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Julia Justiss grew up breathing the scent of sea air near the colonial town of Annapolis, Maryland, a fact responsible for two of her life-long passions: sailors and history! By age twelve she was a junior tour guide for Historic Annapolis, conducting visitors on walking tours through the city that was a hotbed of revolutionary fever. (Annapolis hosted its own tea party, dispensing with the cargo aboard the "Peggy Stewart," and was briefly capital of the United States.) She also took tourists through Annapolis's other big attraction, the United States Naval Academy. After so many years of observing future naval officers at P-rade and chapel, it seemed almost inevitable that she eventually married one.
But long before embarking on romantic adventures of her own, she read about them, transporting herself to such favorite venues as ancient Egypt, World War II submarine patrols, the Old South and, of course, Regency England. Soon she was keeping notebooks for jotting down story ideas. From plotting adventures for her first favorite heroine Nancy Drew she went on to write poetry in high school and college, then worked as a business journalist doing speeches, sales promotion material and newsletter articles. After her marriage to a naval lieutenant took her overseas, she wrote the newsletter for the American Embassy in Tunis, Tunisia and travelled extensively throughout Europe. Before leaving Tunis, she fulfilled her first goal: completing a Regency novel.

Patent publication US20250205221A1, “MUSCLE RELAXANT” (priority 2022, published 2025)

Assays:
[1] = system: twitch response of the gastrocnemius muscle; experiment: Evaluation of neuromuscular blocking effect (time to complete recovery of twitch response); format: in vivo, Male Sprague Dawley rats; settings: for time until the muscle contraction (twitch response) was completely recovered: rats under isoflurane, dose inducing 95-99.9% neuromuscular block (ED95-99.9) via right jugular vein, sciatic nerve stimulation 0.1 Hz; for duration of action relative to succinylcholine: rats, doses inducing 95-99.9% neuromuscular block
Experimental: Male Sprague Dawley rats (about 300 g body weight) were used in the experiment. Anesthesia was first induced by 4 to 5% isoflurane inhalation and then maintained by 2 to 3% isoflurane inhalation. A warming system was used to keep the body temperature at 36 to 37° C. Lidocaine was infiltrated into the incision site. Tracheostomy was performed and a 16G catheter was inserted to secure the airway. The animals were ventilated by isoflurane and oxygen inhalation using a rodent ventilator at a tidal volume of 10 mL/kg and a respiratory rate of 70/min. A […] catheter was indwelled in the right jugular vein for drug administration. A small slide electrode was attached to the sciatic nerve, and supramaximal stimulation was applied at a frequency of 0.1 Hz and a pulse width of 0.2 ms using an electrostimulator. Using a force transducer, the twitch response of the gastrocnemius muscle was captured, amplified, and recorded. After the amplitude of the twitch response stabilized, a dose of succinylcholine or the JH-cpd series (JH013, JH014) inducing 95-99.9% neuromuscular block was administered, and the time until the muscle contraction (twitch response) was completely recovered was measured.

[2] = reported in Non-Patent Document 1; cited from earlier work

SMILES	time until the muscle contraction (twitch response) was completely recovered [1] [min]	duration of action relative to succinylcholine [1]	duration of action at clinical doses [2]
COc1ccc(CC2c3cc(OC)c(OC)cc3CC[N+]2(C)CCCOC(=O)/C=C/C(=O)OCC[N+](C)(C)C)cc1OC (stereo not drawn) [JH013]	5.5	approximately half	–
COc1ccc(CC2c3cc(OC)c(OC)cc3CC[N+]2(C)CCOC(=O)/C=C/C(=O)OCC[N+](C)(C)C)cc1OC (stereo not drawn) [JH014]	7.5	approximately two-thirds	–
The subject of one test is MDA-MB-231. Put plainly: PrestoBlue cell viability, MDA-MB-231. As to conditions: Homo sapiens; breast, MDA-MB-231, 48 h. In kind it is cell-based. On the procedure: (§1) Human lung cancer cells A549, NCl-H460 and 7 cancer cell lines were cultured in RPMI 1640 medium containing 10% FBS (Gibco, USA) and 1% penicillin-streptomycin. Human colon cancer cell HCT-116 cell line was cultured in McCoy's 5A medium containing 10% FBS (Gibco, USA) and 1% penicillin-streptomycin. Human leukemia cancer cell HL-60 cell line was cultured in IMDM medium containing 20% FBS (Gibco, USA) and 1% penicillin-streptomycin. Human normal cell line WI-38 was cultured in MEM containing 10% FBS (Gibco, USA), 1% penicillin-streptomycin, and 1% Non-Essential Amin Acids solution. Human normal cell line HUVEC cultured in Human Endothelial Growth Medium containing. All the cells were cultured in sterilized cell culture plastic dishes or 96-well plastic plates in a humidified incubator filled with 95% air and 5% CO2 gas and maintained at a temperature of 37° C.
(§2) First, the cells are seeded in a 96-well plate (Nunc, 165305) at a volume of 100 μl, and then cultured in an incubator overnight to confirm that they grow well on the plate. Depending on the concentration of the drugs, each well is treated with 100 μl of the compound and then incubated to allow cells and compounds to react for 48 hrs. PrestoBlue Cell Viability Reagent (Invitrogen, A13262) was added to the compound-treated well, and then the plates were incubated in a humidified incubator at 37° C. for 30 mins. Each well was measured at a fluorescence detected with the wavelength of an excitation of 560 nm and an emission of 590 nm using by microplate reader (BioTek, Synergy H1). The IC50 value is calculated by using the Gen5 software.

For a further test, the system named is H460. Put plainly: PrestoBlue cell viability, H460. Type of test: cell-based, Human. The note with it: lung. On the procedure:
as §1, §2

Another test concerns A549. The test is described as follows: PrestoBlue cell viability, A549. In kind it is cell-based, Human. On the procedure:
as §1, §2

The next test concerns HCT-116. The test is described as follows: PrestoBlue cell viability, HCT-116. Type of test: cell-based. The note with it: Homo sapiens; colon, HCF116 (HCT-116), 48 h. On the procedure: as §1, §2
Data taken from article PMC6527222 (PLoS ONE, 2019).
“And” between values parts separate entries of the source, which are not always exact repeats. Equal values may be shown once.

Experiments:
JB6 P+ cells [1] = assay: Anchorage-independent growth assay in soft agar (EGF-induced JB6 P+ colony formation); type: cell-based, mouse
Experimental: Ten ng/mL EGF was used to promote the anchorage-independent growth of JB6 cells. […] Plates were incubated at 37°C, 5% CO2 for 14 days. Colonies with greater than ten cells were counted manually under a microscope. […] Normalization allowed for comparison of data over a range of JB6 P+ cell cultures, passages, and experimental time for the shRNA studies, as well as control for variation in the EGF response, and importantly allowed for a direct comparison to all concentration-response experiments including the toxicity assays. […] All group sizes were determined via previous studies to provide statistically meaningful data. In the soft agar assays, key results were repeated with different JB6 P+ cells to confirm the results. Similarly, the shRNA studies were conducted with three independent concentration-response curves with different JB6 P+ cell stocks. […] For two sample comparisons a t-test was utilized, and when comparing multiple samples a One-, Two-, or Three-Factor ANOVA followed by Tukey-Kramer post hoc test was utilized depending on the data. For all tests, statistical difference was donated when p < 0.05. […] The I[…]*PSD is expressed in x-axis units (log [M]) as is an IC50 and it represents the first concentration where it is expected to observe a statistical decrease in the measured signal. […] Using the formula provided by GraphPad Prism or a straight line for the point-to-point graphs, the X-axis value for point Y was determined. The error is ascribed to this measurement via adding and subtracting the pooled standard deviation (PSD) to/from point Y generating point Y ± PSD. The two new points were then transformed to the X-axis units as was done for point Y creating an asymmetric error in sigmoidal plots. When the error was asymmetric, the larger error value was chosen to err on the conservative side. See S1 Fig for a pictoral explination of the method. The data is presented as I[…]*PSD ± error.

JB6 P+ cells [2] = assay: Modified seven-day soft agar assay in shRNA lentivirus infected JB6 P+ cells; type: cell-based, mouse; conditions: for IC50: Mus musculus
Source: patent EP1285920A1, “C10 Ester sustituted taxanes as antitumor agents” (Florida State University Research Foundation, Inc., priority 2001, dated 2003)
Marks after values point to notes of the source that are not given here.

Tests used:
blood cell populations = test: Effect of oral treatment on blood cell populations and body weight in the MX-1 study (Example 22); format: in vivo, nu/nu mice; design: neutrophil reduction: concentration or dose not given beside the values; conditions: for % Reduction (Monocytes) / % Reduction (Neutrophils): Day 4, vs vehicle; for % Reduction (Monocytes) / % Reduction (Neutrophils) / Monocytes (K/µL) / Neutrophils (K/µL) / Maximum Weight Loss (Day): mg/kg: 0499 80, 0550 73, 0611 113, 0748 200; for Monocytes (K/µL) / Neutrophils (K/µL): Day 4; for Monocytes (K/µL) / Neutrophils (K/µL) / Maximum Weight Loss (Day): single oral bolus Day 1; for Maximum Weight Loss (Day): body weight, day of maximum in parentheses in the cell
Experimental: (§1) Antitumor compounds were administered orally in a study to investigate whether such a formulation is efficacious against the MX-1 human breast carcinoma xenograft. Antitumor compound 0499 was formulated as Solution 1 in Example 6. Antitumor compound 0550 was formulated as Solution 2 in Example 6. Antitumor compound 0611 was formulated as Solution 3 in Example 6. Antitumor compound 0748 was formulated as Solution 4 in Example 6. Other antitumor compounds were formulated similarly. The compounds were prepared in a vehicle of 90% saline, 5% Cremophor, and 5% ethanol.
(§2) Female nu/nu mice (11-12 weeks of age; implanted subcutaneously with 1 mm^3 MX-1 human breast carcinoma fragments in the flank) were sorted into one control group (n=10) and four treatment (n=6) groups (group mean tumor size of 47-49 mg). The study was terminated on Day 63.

Children intervened, and not until her husband left the Navy to return to his Texas homeland did she sit down to pen a second novel. The reply to her fan mail letter to a Regency author led her to Romance Writers of America. From the very first meeting, she knew she'd found a home among fellow writers--doubtless the largest group of people outside a mental institution who talk back to the voices in their heads.
Her second goal was achieved the day before her birthday in May, 1998 when Margaret Marbury of Harlequin Historicals offered to buy that second book, the Golden-Heart-Award winning novel that became THE WEDDING GAMBLE. Julia now inhabits an English Georgian-style house she and her husband built in the country where, when she closes her eyes and ignores the summer thermometer, she can almost imagine she resides in the landscape of "Pride and Prejudice." Juggling the activities of three children, her science teacher husband and a part-time day job as a high school French teacher, she continues to avidly pursue her first and dearest love -- crafting stories.
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